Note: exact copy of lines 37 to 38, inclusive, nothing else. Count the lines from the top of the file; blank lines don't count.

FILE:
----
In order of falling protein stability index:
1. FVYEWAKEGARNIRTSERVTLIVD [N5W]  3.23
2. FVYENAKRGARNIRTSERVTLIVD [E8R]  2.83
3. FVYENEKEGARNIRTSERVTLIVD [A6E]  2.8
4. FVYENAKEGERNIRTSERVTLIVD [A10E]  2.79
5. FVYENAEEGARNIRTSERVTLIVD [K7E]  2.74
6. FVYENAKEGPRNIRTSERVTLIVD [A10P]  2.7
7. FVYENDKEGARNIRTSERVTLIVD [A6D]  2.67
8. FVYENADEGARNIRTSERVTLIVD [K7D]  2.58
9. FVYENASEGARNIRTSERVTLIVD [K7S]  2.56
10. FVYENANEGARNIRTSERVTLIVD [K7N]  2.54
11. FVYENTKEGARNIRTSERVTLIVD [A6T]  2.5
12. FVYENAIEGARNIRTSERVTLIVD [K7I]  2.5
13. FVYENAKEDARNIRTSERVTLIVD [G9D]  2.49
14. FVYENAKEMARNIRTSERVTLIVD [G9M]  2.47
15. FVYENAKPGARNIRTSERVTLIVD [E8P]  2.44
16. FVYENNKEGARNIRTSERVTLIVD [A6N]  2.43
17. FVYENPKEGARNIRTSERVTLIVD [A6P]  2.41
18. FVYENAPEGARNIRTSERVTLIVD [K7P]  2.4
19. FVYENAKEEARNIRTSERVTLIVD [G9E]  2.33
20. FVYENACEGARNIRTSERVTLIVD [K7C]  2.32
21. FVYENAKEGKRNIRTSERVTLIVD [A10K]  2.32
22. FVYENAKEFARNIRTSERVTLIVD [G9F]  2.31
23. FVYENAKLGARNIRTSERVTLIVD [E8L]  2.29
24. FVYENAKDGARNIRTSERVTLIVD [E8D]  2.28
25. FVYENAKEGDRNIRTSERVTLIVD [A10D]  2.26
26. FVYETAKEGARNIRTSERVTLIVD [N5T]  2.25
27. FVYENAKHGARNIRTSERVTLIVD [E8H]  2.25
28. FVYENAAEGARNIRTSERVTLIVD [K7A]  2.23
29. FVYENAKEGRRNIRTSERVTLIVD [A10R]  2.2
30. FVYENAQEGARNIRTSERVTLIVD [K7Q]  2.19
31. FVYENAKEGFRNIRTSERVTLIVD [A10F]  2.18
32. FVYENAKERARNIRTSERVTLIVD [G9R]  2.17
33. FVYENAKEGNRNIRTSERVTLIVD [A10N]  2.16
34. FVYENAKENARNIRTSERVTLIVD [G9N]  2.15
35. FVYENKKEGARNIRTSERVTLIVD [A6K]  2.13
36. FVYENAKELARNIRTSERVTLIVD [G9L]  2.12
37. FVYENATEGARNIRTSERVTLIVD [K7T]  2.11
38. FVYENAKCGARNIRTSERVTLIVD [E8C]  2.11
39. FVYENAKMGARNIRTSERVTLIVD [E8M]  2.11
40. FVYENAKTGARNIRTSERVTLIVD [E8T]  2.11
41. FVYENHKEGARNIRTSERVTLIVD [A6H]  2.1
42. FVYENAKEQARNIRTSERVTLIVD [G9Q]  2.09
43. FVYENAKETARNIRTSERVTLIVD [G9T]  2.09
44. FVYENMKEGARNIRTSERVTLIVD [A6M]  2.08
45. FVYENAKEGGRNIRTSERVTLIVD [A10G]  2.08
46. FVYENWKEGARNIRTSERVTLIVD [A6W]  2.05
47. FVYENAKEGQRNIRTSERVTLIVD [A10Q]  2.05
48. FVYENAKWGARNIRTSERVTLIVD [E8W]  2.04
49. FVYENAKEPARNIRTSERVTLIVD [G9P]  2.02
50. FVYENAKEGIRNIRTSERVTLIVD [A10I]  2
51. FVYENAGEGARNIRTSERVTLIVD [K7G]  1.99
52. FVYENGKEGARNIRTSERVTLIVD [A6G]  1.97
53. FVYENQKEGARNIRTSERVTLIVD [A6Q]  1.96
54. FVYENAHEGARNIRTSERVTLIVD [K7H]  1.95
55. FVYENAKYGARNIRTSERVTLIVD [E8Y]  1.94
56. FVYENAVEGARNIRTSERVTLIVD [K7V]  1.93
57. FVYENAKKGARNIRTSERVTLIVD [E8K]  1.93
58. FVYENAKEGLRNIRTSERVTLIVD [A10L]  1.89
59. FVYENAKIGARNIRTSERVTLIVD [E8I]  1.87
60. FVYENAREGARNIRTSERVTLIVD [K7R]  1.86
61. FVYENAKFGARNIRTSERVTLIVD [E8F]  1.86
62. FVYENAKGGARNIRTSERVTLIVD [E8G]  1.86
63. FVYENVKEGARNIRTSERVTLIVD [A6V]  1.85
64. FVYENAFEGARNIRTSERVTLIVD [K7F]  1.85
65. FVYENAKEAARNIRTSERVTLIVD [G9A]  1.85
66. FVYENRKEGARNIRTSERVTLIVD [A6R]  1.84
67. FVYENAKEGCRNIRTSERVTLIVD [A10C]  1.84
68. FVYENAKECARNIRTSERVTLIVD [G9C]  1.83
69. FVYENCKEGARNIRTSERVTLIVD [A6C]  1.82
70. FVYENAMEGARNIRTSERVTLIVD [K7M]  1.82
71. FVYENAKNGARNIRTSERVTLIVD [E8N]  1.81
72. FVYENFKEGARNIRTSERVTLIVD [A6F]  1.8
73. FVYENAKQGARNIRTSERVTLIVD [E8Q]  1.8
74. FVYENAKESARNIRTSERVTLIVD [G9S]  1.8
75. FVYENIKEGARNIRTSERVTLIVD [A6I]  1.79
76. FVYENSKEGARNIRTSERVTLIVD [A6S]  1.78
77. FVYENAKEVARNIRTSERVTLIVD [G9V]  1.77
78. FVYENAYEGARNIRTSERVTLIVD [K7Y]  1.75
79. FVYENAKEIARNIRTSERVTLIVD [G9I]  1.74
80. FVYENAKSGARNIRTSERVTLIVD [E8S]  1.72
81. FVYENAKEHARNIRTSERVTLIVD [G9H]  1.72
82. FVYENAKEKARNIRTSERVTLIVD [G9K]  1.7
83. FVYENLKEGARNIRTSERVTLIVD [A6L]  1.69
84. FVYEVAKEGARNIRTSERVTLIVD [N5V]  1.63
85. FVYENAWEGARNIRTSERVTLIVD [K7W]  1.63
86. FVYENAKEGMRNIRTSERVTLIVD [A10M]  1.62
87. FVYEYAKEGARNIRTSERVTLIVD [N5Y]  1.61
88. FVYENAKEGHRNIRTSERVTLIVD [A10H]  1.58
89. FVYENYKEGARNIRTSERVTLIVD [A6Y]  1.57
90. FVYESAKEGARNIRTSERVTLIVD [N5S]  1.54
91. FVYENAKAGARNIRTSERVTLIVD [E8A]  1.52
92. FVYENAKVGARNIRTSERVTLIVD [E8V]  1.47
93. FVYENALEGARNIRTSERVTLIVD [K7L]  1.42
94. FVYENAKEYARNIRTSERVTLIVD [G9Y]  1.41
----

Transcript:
36. FVYENAKELARNIRTSERVTLIVD [G9L]  2.12
37. FVYENATEGARNIRTSERVTLIVD [K7T]  2.11